Classic Houses Of Seattle: High Style To Vernacular, 1870-1950

Front Cover
Timber Press, Aug 5, 2005 - Architecture - 268 pages
2 Reviews
Home owners, history and architecture buffs, and visitors to the Pacific Northwest will all find a treasure trove of information within these pages. With 300 photographs and illustrations, both historic and contemporary, this text provides a comprehensive overview of the city's major residential architectural styles, including Victorian, Craftsman, Tudor Revival, and Modern. The homes featured range from the showplaces of the wealthy to humble cottages and bungalows in residential neighborhoods. Beginning with a historical overview and continuing through descriptions of the 120 featured houses, organized by chronological era, this is the first-ever comprehensive guide to Seattle's historic homes. Checklists of houses by neighborhood and style make this useful for walking tours by residents and visitors alike. Anyone interested in preserving Seattle's architectural treasures will find this an essential resource. Classic Houses of Seattle is a vibrant portrait of the city's development, an important chapter in the story of American residential architecture.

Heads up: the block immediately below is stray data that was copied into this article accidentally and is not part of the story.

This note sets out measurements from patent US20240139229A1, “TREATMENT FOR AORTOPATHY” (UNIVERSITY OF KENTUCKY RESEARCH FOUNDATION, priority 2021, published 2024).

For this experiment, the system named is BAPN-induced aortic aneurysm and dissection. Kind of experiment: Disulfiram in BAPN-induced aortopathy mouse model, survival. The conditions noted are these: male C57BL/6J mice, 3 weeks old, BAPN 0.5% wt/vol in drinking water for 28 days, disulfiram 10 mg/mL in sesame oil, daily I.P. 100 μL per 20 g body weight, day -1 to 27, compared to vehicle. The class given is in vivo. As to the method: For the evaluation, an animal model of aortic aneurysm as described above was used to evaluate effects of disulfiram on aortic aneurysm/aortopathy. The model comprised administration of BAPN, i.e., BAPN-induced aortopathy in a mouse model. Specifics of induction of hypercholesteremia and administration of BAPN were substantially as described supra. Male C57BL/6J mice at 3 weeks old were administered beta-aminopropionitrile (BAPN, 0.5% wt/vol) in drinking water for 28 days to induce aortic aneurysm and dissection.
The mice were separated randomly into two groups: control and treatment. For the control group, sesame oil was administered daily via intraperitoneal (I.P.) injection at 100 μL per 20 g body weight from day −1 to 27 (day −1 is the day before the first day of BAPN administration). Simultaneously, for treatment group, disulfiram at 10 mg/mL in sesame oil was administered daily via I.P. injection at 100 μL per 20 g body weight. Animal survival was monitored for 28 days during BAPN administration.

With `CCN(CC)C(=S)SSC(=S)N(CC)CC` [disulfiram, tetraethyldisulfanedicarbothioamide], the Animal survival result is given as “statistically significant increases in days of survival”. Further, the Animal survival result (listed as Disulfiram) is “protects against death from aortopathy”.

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LibraryThing Review

User Review  - ruby - LibraryThing

If you are interested in the minutiae of U.S. domestic architecture, with careful discussions of questions like the difference between the four square and the craftsman house, this book is for you. It ... Read full review

User Review - Flag as inappropriate

This book is awesome, it talks about the homes of Seattle.
Caitlin, I'm sorry, but PLEASE ignore her. Anyone who's been through Seattle knows there is Craftsman, Queen Anne, Victorian, Seattle Box
, etc. architectural styles in this city. Not just craftsman , if you want JUST craftsman, which is silly, don't rate down this book for not having enough of it, it does not say Craftsman.
I would recommend, it, it's really interesting.
 

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About the author (2005)

Caroline T. Swope is an instructor of art and architectural history at Seattle Central Community College. She holds a doctorate in American art and architectural history from the University of Washington and a master's in historic preservation. She has worked on preservation projects at the federal and local levels, and is active in local historical organizations.

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